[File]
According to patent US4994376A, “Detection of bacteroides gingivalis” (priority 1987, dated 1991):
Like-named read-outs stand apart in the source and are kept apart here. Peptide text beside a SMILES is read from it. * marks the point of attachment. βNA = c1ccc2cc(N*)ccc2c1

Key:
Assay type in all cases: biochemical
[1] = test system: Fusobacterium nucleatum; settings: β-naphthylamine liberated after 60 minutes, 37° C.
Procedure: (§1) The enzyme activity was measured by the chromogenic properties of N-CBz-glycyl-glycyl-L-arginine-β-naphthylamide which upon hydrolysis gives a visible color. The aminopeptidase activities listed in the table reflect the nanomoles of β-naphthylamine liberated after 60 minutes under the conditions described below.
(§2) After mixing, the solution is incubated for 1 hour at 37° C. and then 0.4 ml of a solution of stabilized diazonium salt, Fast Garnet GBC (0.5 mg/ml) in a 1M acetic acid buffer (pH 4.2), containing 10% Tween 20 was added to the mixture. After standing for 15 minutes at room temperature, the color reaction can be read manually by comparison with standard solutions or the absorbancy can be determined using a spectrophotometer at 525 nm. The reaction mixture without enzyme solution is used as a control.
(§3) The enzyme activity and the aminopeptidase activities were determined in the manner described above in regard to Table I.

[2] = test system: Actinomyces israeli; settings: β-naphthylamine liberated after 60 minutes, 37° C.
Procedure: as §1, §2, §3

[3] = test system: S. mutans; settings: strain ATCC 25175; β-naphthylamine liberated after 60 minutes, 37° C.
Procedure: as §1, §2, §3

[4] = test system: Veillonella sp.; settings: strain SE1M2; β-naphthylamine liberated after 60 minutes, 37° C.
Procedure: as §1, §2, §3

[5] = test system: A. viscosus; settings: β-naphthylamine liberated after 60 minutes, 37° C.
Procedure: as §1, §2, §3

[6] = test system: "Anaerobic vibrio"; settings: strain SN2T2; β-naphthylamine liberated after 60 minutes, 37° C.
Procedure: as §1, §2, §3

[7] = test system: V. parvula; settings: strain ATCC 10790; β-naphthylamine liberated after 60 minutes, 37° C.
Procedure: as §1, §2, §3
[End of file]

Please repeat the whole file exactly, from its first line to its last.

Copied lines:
According to patent US4994376A, “Detection of bacteroides gingivalis” (priority 1987, dated 1991):
Like-named read-outs stand apart in the source and are kept apart here. Peptide text beside a SMILES is read from it. * marks the point of attachment. βNA = c1ccc2cc(N*)ccc2c1

Key:
Assay type in all cases: biochemical
[1] = test system: Fusobacterium nucleatum; settings: β-naphthylamine liberated after 60 minutes, 37° C.
Procedure: (§1) The enzyme activity was measured by the chromogenic properties of N-CBz-glycyl-glycyl-L-arginine-β-naphthylamide which upon hydrolysis gives a visible color. The aminopeptidase activities listed in the table reflect the nanomoles of β-naphthylamine liberated after 60 minutes under the conditions described below.
(§2) After mixing, the solution is incubated for 1 hour at 37° C. and then 0.4 ml of a solution of stabilized diazonium salt, Fast Garnet GBC (0.5 mg/ml) in a 1M acetic acid buffer (pH 4.2), containing 10% Tween 20 was added to the mixture. After standing for 15 minutes at room temperature, the color reaction can be read manually by comparison with standard solutions or the absorbancy can be determined using a spectrophotometer at 525 nm. The reaction mixture without enzyme solution is used as a control.
(§3) The enzyme activity and the aminopeptidase activities were determined in the manner described above in regard to Table I.

[2] = test system: Actinomyces israeli; settings: β-naphthylamine liberated after 60 minutes, 37° C.
Procedure: as §1, §2, §3

[3] = test system: S. mutans; settings: strain ATCC 25175; β-naphthylamine liberated after 60 minutes, 37° C.
Procedure: as §1, §2, §3

[4] = test system: Veillonella sp.; settings: strain SE1M2; β-naphthylamine liberated after 60 minutes, 37° C.
Procedure: as §1, §2, §3

[5] = test system: A. viscosus; settings: β-naphthylamine liberated after 60 minutes, 37° C.
Procedure: as §1, §2, §3

[6] = test system: "Anaerobic vibrio"; settings: strain SN2T2; β-naphthylamine liberated after 60 minutes, 37° C.
Procedure: as §1, §2, §3

[7] = test system: V. parvula; settings: strain ATCC 10790; β-naphthylamine liberated after 60 minutes, 37° C.
Procedure: as §1, §2, §3